WASHINGTON (Reuters) - The U.S. Senate is set to vote as early as next week to approve the nomination of a senior Trump administration official who has helped lead an effort seeking social media regulations to a seat on the Federal Communications Commission.
Republican Senate Majority Leader Mitch McConnell filed a procedural motion on Thursday to set up a vote to end debate on the nomination of Nathan Simington, a Commerce Department official, that could take place next week.
If Simington is confirmed, the FCC could initially be deadlocked 2-2 between Democrats and Republicans when Democratic President-elect Joe Biden takes office next month. Some officials think the Senate might not confirm an appointee to the commission for months, if not longer.
That could stymie Democratic priorities on a number of issues at the FCC, including moving to restore the 2015 net neutrality rules overturned by the Trump FCC in 2017.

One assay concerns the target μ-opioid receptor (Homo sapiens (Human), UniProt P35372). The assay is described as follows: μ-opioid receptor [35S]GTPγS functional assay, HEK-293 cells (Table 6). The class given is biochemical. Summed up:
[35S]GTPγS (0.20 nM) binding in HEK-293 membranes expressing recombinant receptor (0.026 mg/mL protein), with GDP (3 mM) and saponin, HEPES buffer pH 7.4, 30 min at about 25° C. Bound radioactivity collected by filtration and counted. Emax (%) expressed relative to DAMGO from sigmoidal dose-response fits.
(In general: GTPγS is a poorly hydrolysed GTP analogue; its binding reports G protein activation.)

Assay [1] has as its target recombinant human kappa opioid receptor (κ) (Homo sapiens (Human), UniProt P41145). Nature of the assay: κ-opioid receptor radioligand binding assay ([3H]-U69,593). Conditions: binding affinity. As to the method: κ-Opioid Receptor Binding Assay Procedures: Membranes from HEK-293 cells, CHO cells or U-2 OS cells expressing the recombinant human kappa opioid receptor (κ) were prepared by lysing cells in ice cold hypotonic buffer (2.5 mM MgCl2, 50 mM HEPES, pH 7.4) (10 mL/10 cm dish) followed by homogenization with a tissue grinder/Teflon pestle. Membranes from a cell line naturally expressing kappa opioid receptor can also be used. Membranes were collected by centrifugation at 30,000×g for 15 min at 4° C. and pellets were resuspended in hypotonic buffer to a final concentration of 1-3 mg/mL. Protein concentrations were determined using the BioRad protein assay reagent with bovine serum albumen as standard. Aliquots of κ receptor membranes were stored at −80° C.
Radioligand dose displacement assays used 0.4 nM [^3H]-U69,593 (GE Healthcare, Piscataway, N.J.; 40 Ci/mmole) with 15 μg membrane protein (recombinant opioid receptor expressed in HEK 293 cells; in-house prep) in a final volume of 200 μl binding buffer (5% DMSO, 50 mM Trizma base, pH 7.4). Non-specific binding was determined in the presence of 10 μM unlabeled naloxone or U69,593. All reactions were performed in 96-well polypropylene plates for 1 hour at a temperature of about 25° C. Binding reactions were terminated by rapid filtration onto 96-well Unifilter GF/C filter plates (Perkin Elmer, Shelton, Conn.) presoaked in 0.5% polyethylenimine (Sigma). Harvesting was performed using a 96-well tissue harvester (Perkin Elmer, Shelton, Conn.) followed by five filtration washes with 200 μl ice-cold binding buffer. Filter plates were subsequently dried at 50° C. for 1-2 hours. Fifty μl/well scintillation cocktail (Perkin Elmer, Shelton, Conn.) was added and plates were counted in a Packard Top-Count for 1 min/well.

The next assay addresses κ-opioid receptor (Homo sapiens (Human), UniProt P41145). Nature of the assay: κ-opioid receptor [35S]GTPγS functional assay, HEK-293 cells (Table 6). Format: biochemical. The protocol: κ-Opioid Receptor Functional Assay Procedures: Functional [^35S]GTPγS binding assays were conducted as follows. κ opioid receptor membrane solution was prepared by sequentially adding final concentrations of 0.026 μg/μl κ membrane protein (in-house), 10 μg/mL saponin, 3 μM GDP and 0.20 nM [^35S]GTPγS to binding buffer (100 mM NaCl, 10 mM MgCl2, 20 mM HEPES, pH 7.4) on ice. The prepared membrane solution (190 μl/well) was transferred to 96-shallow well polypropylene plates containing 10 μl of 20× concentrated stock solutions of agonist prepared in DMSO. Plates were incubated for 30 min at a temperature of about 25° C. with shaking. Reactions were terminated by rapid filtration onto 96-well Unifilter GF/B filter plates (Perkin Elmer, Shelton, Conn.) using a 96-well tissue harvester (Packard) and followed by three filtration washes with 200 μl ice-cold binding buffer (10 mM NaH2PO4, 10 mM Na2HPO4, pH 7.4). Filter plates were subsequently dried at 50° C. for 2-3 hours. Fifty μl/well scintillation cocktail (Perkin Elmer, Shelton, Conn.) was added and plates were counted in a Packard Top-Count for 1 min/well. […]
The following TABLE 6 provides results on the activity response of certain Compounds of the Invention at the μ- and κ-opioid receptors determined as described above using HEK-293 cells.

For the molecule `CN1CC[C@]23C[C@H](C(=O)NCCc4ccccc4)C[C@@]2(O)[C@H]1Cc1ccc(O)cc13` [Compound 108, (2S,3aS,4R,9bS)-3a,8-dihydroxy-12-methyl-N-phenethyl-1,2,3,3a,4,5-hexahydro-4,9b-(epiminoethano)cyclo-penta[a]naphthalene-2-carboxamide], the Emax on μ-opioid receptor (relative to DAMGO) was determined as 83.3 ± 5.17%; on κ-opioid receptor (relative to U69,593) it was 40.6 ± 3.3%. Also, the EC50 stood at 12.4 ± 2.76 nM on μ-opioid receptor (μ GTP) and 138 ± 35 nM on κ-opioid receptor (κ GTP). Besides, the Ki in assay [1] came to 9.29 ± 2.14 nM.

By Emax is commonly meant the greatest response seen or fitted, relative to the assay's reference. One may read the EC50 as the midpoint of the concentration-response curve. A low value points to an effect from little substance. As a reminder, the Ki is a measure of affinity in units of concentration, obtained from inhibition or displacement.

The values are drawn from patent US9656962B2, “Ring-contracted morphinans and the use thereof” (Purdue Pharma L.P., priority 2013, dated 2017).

Two runoff elections in Georgia on Jan. 5 will determine control of the Senate.
Simington was approved along party lines by a 14-12 vote by the Commerce Committee on Wednesday over the objections of Democrats.
President Donald Trump has railed against social media companies and demanded repeal of a social media protection known as Section 230 that is part of a 1996 law. He has threatened to veto an annual defense bill unless Congress agrees.
Section 230 protects tech companies from liability over content posted by users. It has been under attack from Trump and Republican lawmakers, who have criticized internet platforms’ content moderation decisions and accused them of stifling conservative voices.
Trump in May directed the Commerce Department to file a petition with the FCC seeking to curb legal protections for social media companies.
The president tapped Simington after abruptly pulling his nomination of Republican FCC Commissioner Michael O’Rielly for a new term in August after O’Rielly questioned whether the FCC had authority to issue social media regulations limiting Section 230 protections.
Reporting by David Shepardson; Editing by Peter Cooney
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